Second shift leagues, What are those?

I'm in Muskegon Mi home of Brunswick.
We used to have 15 bowling alleys in a 20 mile radius.
We are down to 7 bowling alleys.
2-50 lanes houses, 2-16 lane, 1-12 lane, 1-8 lane and 1-6 lane house.

One of the 50 lane houses is going downhill quickly. 1950's style quonset hut style building that is getting into disrepair. Lack of maintenance to the building, lanes, pinsetters and score keepers. They did just get a new lane machine but the topography is so far out of wack they should have just kept the old one and fixed the roof with the money spent.
The only thing they really have going for them is they have waitresses.

The other 50 lane house has 2 bars but no wait staff. If you are bowling on lane 1 and want a craft beer you have to walk down to lane 40. The small bar at lane 10 has very limited selections

Second shift leagues are almost non-existent.
Back before the turn of the century and you wanted to get into bowling, 2nd shift leagues were the only ones with available openings.


I’d say it’s more of a reflection of Michigan than it is bowling. Like California, I believe more people are leaving than moving there.

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 Post subject: Re: An Inconvenient Truth, the death of league bowling ???
 Posted: Sun Mar 10, 2019 8:20 pm Post Number: #10 Post
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44boyd wrote:

I’d say it’s more of a reflection of Michigan than it is bowling. Like California, I believe more people are leaving than moving there.

That is so true.
To relate it to the topic of this thread economics is why there is a decline in league bowling for sure here in Michigan.
Tom Smallwood went pro because of the downsizing of GM. He still bowls league and kills us in brackets at our State tournament.
I have to compete against Andrew Anderson and Charlie Brown Jr too.
I've learned to stay away from the scratch brackets when they are in our squads.

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 Post subject: Re: An Inconvenient Truth, the death of league bowling ???
 Posted: Sun Mar 10, 2019 9:14 pm Post Number: #11 Post
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Yeah I’ve got Tom Daugherty and a million Kegel robots to deal with here in Tampa. Don’t think it will get easier when I hit 50 either lol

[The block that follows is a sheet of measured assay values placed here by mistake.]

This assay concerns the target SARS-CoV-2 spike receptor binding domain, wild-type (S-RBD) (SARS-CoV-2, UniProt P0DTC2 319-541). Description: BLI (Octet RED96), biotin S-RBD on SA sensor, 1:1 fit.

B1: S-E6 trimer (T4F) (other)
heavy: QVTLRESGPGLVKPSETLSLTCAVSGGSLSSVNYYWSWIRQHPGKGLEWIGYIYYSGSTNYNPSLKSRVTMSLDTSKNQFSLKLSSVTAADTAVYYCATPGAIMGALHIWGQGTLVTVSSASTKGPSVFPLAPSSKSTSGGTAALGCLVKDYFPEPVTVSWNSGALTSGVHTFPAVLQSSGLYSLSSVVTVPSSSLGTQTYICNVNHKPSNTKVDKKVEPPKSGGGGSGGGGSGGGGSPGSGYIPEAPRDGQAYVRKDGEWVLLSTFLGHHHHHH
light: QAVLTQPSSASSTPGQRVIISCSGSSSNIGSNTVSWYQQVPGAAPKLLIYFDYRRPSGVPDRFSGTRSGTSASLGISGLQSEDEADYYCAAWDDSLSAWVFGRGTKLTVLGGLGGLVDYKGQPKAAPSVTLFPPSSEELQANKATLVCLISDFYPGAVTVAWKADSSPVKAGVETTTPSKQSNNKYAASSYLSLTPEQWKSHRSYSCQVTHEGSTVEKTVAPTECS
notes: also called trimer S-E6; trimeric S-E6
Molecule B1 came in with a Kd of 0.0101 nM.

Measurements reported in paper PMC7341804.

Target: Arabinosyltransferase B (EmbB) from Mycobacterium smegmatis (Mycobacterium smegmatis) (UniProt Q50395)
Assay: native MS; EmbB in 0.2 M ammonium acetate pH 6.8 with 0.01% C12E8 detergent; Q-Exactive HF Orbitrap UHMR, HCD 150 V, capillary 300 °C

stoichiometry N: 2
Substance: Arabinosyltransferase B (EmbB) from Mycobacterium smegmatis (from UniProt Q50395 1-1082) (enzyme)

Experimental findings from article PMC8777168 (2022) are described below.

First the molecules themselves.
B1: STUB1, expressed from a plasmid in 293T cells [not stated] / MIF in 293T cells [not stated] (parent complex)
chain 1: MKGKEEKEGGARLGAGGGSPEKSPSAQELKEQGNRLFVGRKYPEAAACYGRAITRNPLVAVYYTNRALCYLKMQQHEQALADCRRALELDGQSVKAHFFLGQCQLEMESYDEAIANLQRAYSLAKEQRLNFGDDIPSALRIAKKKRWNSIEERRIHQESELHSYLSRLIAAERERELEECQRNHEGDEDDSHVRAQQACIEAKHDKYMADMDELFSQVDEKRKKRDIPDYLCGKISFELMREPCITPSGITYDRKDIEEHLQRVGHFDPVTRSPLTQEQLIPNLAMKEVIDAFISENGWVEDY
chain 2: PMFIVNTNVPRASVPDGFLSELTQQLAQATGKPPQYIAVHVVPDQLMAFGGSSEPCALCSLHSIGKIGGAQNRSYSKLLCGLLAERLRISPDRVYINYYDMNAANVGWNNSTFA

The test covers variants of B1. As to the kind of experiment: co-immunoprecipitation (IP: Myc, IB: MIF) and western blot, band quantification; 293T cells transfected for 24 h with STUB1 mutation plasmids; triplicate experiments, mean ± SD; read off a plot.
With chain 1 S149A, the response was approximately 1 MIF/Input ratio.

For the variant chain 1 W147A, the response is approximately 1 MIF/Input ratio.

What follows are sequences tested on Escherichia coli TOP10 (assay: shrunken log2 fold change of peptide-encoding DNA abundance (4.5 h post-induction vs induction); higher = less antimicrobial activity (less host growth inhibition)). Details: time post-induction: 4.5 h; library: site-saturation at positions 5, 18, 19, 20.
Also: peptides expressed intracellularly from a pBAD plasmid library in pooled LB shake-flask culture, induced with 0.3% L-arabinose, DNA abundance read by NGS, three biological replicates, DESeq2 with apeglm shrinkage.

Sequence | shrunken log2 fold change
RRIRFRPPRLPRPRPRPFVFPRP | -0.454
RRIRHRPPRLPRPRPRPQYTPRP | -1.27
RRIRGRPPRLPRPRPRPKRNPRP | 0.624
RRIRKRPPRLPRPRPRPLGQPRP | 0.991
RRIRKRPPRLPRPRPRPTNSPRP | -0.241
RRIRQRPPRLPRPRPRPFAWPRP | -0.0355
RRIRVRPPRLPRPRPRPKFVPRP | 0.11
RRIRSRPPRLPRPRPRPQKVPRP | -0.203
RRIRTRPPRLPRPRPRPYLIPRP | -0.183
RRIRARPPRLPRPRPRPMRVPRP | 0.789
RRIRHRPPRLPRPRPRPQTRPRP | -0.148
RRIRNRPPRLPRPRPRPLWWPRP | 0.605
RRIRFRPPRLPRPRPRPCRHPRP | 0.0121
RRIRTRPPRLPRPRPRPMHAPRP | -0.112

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 Post subject: Re: An Inconvenient Truth, the death of league bowling ???
 Posted: Mon Mar 11, 2019 12:52 pm Post Number: #12 Post
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Leagues are doing decently well in the Houston area. My center (AMF) still has several leagues that make enough money for the center that they still cater to them somewhat. But open play makes more.

One issue I see is league bowlers have historically been used to paying a discounted lineage rate since they are guaranteeing 3 games each and will hit the bar up and perhaps get some food. This is my history of bowling as a bowler and a former AMF assistant manager. Unfortunately, open bowling is much more expensive than it used to be and the difference between league lineage and open pay lineage is so large the center has to put more energy into open play. The one way to bring leagues back to the forefront is to make them more profitable to the center than open play.

The bad news is this means more money out of the league bowler's pocket. Does this mean $6-7/game lineage (or perhaps more)? Maybe. Bowlers don't eat at the snack bar as much. Some don't drink as much. And when you compare those components to the open bowler and what they spend, the gap on money spent is even larger.

The same thing happened to golf, though for different reasons. After Tiger came onto the scene, green fees skyrocketed and you had several new golf courses opening trying to meet the demand of the new golfers. Eventually, the demand waned and golf courses started closing at an alarming rate. Automatic pinsetters may have been bowling's Tiger Woods and now we are seeing the demise of many centers.

League bowlers will be second class citizens until league bowling is the most profitable bowling for the center. So unless we are willing to spend more for our version of bowling entertainment, you will just have to accept it.


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 Post subject: Re: An Inconvenient Truth, the death of league bowling ???
 Posted: Wed Mar 13, 2019 3:11 pm Post Number: #13 Post
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There has been a distinct downturn in leagues in my area. Not too long after I quit bowling around 10 years ago, one of the 3 alleys in my city closed. Sadly enough, it was widely considered the best house in town, but the owners were putting all of their money into the other one they owned in town. Now, as I'm getting back into bowling and looking around at the leagues, most have gone to coed in order to fill even 1 league instead of being able to have enough for separate leagues. Many nights the alley doesn't even use all the lanes on first shift, and many nights there isn't even a second shift. Some leagues have dropped to 3 person teams just so they have enough teams to fill 1/2 the lanes. I put this on the economy here more than anything though, as we've also lost one of the golf courses in the area and the cost of rounds of golf have dropped significantly as well.

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 Post subject: Re: An Inconvenient Truth, the death of league bowling ???